Don’t Believe Everything You Read

by Casey Lynn
Contributing Writer, [GAS]

What do United Airlines, War of the Worlds, and the upcoming “massively-multiplayer forecasting game” Superstruct have in common? According to one of the game’s designers at the Institute for Ethics and Emerging Technologies, more than you might think.

When I was in high school in the nineties, a friend of mine wrote an essay about how the Internet could never be a legitimate research tool because the majority of people are stupid enough to believe everything they read without verifying its validity. I couldn’t help but remember this the other day when reading about the Google/United Airlines fiasco in which the accidental resurfacing of a six-year-old news story about the airline’s flirtation with bankruptcy caused stock prices to plummet by 75%. Of course, the truth became clear fairly quickly and the stock recovered by the end of the day, so no harm done, right? Tell that to the people who sold their stock while it was near the bottom.

The United Airlines story might have simply been old rather than fake, but as the Superstruct designer mentioned above pointed out, the War of the Worlds radio broadcast is proof that something doesn’t have to be real to cause a panic. The key is just the right amount of plausibility. What if the mistaken posting of Steve Jobs’ obituary had stayed up long enough to affect stock trading? And if things like that can happen so easily by accident, then what’s to stop someone from throwing together a political/economic version of War of the Worlds in a malicious way?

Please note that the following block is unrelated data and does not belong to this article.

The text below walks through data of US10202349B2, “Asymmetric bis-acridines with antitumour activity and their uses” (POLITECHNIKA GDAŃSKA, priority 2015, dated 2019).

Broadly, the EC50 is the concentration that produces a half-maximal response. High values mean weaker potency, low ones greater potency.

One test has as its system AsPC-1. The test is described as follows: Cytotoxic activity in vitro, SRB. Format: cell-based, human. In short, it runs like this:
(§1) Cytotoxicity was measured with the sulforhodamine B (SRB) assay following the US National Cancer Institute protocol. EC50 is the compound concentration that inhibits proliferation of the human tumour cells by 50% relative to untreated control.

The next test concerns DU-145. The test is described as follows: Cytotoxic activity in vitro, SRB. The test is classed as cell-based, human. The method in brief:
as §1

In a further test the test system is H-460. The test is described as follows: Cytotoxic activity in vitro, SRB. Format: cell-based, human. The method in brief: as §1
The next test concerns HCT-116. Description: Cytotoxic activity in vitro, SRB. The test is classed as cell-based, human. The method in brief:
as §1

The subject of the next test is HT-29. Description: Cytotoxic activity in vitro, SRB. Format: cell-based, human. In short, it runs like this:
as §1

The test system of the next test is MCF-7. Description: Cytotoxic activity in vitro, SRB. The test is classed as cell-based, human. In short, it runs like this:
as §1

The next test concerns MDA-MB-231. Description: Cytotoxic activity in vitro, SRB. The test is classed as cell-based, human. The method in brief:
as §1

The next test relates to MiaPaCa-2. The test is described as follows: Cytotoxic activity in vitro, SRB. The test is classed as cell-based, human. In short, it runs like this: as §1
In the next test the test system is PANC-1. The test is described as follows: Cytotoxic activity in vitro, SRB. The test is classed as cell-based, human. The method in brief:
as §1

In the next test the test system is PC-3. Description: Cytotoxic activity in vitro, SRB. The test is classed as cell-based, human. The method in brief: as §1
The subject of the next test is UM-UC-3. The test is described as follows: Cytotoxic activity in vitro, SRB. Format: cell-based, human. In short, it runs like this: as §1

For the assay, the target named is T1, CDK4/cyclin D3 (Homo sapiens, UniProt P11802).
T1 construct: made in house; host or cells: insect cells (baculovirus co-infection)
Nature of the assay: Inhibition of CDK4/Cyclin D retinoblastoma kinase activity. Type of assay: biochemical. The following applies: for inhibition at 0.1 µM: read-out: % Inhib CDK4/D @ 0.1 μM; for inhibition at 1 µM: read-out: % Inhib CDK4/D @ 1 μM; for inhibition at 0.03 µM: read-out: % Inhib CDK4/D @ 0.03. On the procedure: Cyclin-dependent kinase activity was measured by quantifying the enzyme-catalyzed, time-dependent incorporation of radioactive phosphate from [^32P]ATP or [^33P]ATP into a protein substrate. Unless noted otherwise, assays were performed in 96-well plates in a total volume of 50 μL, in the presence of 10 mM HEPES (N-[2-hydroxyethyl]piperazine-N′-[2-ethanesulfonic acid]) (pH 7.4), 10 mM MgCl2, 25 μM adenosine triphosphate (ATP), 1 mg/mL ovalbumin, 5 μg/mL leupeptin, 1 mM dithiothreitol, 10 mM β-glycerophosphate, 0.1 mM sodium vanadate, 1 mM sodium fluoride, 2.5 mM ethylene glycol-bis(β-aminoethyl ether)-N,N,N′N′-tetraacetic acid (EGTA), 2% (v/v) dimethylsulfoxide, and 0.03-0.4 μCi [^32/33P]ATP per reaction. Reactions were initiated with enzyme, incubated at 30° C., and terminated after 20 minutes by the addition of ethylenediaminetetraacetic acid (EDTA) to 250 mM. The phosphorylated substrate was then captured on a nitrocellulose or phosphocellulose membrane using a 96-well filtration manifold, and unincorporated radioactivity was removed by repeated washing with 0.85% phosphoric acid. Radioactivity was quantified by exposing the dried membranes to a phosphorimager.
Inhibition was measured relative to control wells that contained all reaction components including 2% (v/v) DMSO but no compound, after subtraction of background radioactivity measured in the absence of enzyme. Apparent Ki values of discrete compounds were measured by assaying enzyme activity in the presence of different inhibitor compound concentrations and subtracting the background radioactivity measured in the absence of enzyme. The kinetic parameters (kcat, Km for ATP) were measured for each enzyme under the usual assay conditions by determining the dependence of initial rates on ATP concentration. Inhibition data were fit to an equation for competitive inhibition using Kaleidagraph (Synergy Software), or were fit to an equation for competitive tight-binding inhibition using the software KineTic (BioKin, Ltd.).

The concern with Superstruct is that participants are supposed to document their future lives using different kinds of media, such as Twitter and YouTube… which could lead to passerby reading about “Police fir[ing] on secessionist demonstrators in Oregon” and thinking that it’s true. So here’s the question: was my high school friend wrong? Are people actually smart enough to parse out fact from fiction? What about the difference between reading a headline on Google news and reading a Twitter feed? What about Wikipedia? How do you decide what to believe?

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